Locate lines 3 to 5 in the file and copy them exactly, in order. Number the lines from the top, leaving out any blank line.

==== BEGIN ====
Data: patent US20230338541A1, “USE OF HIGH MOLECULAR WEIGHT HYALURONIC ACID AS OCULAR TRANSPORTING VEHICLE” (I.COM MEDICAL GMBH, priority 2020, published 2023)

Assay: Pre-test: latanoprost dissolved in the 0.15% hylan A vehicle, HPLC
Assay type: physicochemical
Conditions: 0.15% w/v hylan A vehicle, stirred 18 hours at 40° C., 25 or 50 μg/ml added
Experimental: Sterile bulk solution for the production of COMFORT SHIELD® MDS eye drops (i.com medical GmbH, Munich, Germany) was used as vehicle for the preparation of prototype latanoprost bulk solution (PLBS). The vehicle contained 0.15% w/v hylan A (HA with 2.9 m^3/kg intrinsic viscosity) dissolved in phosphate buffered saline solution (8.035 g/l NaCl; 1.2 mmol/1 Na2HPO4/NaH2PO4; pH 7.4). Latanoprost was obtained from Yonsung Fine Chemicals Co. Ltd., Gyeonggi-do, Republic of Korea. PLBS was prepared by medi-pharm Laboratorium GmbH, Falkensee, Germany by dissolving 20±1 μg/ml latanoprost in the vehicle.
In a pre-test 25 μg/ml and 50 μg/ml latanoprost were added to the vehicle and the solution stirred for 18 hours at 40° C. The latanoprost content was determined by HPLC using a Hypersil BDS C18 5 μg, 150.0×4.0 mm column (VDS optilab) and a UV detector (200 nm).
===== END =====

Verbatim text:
Assay type: physicochemical
Conditions: 0.15% w/v hylan A vehicle, stirred 18 hours at 40° C., 25 or 50 μg/ml added
Experimental: Sterile bulk solution for the production of COMFORT SHIELD® MDS eye drops (i.com medical GmbH, Munich, Germany) was used as vehicle for the preparation of prototype latanoprost bulk solution (PLBS). The vehicle contained 0.15% w/v hylan A (HA with 2.9 m^3/kg intrinsic viscosity) dissolved in phosphate buffered saline solution (8.035 g/l NaCl; 1.2 mmol/1 Na2HPO4/NaH2PO4; pH 7.4). Latanoprost was obtained from Yonsung Fine Chemicals Co. Ltd., Gyeonggi-do, Republic of Korea. PLBS was prepared by medi-pharm Laboratorium GmbH, Falkensee, Germany by dissolving 20±1 μg/ml latanoprost in the vehicle.